From Reykjavik to Iceland’s wild hinterland in the MINI John Cooper Works Convertible.

Reykjavik. Summer in Iceland sounds paradoxical at first. But even though the time between June and August on the island cannot compete with the Mediterranean coast in terms of maximum temperatures, the rugged beauty high up in the north changes its face noticeably during this period. On the streets of Reykjavik you see the people enjoying the mild weather after the long winter, sitting outside, soaking up the light and sun. The MINI John Cooper Works Convertible (fuel consumption combined: 7.4 – 7.1 l/100 km (WLTP), 7.4 – 7.1 l/100 km (NEDC); CO2 emissions combined: 167 – 161 g/km (WLTP), 169 – 163 g/km (NEDC) captures every second of this special atmosphere with its open top, making it the ideal car for going on an exciting trip from Reykjavik harbour to the wild hinterland east of the capital.

The lively old town centre is dominated by the Hallgrímskirkja landmark. Iceland’s largest church building is located on a hill in the centre of the city, which makes the 74.5-metre-high tower seem a little taller and makes the expressionist building a prominent landmark on a city tour. The white colour of the church’s concrete pillars is an impressive reminder of Iceland’s numerous glaciers and snow-covered mountain peaks.

The streets of Reykjavik, on the other hand, are strikingly colourful. In order to get through the dark winter months in good spirits until the brighter summer months, the capital’s friendly inhabitants hold their own against the seasonal gloom with a colourful mix of brightly painted houses and Scandinavian design. This is a setting ideally suited to the MINI John Cooper Works Convertible with its Island Blue metallic finish. Its reduced design language draws attention to MINI typical visual features, such as the hexagonal radiator grille and the round headlights. The rear lights in Union Jack design are a subtle reminder of the brand’s British origins.

A trip to the harbour is highly recommended for refreshments after an extensive tour through the busy streets. Fish is the defining theme of the menu on the island and can be enjoyed here in every shape and form. If you want to see the incredible abundance of fish around Iceland for yourself, you can go on a whale watching tour off the coast and see blue whales and sperm whales, some of the largest predators and mammals in the world, of which there are many here due to large schools of fish.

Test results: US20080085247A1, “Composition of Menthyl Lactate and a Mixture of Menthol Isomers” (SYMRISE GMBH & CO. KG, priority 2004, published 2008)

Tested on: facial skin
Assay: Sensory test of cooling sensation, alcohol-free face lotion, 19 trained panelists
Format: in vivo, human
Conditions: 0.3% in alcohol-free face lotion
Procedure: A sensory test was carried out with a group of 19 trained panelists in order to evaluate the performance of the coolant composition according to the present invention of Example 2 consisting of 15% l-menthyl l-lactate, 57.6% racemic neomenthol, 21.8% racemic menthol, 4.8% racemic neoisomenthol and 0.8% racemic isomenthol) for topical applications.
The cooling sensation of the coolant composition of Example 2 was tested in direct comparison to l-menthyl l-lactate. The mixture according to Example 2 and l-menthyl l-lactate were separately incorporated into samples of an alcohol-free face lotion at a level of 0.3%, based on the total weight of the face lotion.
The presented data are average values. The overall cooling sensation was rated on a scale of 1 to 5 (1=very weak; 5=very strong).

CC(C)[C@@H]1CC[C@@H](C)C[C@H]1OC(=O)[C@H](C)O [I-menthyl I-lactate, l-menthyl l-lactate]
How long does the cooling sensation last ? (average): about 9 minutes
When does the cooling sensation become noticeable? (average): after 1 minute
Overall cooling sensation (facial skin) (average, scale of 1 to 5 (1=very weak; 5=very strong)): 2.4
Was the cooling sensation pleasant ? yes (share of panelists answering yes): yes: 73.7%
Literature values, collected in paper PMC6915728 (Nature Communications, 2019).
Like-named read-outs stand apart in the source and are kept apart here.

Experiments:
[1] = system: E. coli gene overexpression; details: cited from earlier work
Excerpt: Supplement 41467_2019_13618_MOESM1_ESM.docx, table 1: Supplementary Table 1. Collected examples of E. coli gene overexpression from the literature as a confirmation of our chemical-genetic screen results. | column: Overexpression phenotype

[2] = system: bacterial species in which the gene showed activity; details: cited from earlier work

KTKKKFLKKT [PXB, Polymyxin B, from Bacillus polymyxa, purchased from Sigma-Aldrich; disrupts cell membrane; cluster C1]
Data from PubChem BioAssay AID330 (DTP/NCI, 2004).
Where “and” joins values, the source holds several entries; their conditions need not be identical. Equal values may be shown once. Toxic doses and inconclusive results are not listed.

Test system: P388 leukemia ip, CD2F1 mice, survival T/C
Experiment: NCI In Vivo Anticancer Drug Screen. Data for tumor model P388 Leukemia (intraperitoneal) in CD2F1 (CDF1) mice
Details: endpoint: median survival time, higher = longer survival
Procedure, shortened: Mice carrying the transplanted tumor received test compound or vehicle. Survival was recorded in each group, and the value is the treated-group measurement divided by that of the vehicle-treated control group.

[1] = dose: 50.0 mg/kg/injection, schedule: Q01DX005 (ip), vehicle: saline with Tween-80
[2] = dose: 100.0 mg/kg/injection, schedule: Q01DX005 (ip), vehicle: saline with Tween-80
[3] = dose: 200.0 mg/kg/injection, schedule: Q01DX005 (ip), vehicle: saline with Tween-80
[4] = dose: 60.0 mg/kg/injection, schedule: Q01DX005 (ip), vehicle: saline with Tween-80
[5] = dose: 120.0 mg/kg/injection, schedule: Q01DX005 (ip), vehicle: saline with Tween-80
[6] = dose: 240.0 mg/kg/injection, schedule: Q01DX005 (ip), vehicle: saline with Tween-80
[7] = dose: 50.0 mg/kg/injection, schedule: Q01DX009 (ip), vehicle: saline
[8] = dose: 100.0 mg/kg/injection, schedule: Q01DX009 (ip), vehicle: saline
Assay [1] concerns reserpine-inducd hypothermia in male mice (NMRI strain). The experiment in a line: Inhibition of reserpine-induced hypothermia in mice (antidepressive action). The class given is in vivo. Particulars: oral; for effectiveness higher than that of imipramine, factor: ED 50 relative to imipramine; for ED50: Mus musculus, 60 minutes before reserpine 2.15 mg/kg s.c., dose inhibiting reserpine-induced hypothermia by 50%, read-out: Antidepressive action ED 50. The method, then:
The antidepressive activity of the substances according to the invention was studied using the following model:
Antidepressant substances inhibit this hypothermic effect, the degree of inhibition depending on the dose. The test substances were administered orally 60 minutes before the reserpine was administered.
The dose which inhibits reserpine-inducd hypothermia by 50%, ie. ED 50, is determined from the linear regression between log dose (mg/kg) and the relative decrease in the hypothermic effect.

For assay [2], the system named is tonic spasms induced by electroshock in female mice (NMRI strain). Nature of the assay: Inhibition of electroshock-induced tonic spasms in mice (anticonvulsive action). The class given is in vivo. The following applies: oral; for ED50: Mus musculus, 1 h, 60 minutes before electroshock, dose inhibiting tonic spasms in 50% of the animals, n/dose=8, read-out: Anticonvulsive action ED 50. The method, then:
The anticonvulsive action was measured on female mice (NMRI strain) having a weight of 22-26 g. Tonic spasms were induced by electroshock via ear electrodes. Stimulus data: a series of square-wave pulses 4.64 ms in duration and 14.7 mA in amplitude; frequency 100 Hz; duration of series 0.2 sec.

On land to the east of Reykjavik, things get pretty wild, too. After a short drive on the Icelandic Ring Road “1”, route 36 turns right towards Mosfellsbær. On the sweeping and winding road you can already experience some of the fiery temperament of the MINI John Cooper Works Convertible. However, the 90 km/h speed limit in Iceland only allows for small glimpses of what the 170 kw/231 hp 4-cylinder turbo engine of the extremely sporty four-seater is capable of.

After a good 45-minute drive, unique scenery opens up before our eyes in the UNESCO World Heritage Site of Thingvellir National Park, which might nevertheless look familiar to fans of the Game of Thrones series. Some key scenes were shot in this breathtaking landscape which was shaped by enormous forces. The American and Eurasian plates meet in the gigantic valley, which is best overlooked from the Hakið viewpoint. The higher side of the gorge belongs to the North American continent, while the flatter side towards Lake Thingvellir is of European origin. The gap between the plates is still growing by two centimetres a year.

It’s a great feature that the top of the MINI John Cooper Works Convertible can be raised considerably faster now, in 18 seconds, as the drizzle begins to set in. The “36” continues around Lake Thingvellir and meets the all-connecting ring road “1” again in the south, taking us back to Reykjavik. It’s also well worth taking a detour into the Reykjadalur valley, which is criss-crossed by rivers. The water originating here doesn’t only come from the mountains, but also from hot springs in the ground. The rising columns of steam along the valley reliably point the way to one of the numerous bathing spots, where the 35 °C to 40 °C warm water will warm you up nicely. And all of a sudden Iceland is even a few degrees warmer than the Mediterranean coast.